Risky Business

2022 hasn’t exactly been a banner year for cryptocurrency. In the spring, the crypto markets experienced a spectacular crash, and last week a leading crypto exchange platform, FTX, slid abruptly into bankruptcy amid questions about its operations, liquidity, and use of funds. The SEC and Department of Justice are reportedly investigating whether the company’s sudden collapse involved criminal activity or violations of the federal securities laws.

The demise of FTX was so quick and catastrophic that the company’s founder and CEO, Sam Bankman-Fried, is reported to have lost 94 percent of his net worth in a single day. The rise and sudden fall of FTX may well rank right up there with Enron in the riches-to-rags business bust category. But there’s an even more ironic twist to the FTX failure: only a few months ago, during the 2022 Super Bowl, FTX ran a commercial where a skeptical Larry David, with a record of rejecting inventions like the wheel and the light bulb, also rejects the idea of investing with FTX, which is presented as “a safe and easy way to get into crypto.”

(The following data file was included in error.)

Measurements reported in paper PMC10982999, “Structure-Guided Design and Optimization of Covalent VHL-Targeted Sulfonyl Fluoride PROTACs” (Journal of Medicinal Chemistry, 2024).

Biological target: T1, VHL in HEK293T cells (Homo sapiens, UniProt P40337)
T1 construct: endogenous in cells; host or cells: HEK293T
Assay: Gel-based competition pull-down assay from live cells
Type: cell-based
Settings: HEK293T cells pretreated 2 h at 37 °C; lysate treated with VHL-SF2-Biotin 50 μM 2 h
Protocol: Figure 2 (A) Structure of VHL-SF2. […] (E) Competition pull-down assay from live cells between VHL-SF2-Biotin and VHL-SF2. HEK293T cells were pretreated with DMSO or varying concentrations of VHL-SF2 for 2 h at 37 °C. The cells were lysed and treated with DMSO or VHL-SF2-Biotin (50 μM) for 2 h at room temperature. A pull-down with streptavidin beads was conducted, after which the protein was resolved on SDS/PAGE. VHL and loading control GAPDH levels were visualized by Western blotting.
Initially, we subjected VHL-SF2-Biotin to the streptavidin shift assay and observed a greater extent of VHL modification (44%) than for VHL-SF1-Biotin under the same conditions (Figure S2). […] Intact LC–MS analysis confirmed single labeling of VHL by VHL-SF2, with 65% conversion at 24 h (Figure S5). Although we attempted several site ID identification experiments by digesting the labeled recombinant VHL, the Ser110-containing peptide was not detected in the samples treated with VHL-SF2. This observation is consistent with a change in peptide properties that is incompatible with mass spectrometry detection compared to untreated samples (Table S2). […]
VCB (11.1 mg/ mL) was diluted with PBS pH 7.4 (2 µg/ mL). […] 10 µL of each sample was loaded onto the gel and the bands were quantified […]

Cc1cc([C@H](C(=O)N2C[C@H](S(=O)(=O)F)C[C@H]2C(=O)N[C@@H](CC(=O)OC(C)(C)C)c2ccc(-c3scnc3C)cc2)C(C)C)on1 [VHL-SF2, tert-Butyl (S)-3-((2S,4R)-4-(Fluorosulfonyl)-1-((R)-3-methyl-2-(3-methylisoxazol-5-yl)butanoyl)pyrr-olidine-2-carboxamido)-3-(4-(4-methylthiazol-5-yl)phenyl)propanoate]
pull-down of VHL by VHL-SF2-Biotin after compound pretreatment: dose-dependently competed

As is always the case when a high-flying entity suddenly crashes and burns, there are ripple effects from FTX’s spectacular failure. For example, the Ontario Teachers Pension Plan, the third-largest pension plan in Canada, disclosed last week that it had invested $95 million in FTX entities. (Fortunately for Ontario teachers, the investment apparently represents only a tiny fraction of the money invested by the Plan.) Other entities also had investments in FTX. One of them, a venture capital firm called Sequoia Capital, announced that it will mark down its $214 million investment in FTX to zero. Sequoia told its investors: “We are in the business of taking risk,” and “[s]ome investments will surprise to the upside, and some will surprise to the downside.”

Sequoia’s observation is, of course, true–if the investor understands, as Sequoia did, that cryptocurrency is a risky investment. The problem is that crypto advocates keep trying to present it as something else, as FTX tried to do with that in retrospect hilarious Larry David commercial. If the everyday investor is paying attention, the FTX collapse will make it harder to sell cryptocurrency as the next best thing to the light bulb. And we might want to check to make sure that our pension plans or mutual funds have learned that lesson, too.

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